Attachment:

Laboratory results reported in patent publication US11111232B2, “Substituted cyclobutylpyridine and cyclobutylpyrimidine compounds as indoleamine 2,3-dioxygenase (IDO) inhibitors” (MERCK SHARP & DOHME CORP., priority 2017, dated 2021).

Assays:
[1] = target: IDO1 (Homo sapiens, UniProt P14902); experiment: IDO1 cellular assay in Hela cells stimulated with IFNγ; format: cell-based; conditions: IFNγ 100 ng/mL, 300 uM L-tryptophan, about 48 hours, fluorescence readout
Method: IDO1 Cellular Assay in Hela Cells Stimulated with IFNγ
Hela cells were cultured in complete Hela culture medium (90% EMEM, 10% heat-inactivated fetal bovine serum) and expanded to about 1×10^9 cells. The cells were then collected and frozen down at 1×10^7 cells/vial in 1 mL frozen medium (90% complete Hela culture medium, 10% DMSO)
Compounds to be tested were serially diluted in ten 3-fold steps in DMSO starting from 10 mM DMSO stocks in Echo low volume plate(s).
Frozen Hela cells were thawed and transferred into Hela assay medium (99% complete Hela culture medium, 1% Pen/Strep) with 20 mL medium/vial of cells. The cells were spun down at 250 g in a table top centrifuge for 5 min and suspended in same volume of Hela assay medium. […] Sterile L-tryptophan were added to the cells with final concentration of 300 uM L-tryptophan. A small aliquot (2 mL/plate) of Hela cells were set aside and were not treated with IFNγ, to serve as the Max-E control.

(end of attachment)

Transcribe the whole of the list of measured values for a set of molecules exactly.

Laboratory results reported in patent publication US11111232B2, “Substituted cyclobutylpyridine and cyclobutylpyrimidine compounds as indoleamine 2,3-dioxygenase (IDO) inhibitors” (MERCK SHARP & DOHME CORP., priority 2017, dated 2021).

Assays:
[1] = target: IDO1 (Homo sapiens, UniProt P14902); experiment: IDO1 cellular assay in Hela cells stimulated with IFNγ; format: cell-based; conditions: IFNγ 100 ng/mL, 300 uM L-tryptophan, about 48 hours, fluorescence readout
Method: IDO1 Cellular Assay in Hela Cells Stimulated with IFNγ
Hela cells were cultured in complete Hela culture medium (90% EMEM, 10% heat-inactivated fetal bovine serum) and expanded to about 1×10^9 cells. The cells were then collected and frozen down at 1×10^7 cells/vial in 1 mL frozen medium (90% complete Hela culture medium, 10% DMSO)
Compounds to be tested were serially diluted in ten 3-fold steps in DMSO starting from 10 mM DMSO stocks in Echo low volume plate(s).
Frozen Hela cells were thawed and transferred into Hela assay medium (99% complete Hela culture medium, 1% Pen/Strep) with 20 mL medium/vial of cells. The cells were spun down at 250 g in a table top centrifuge for 5 min and suspended in same volume of Hela assay medium. […] Sterile L-tryptophan were added to the cells with final concentration of 300 uM L-tryptophan. A small aliquot (2 mL/plate) of Hela cells were set aside and were not treated with IFNγ, to serve as the Max-E control.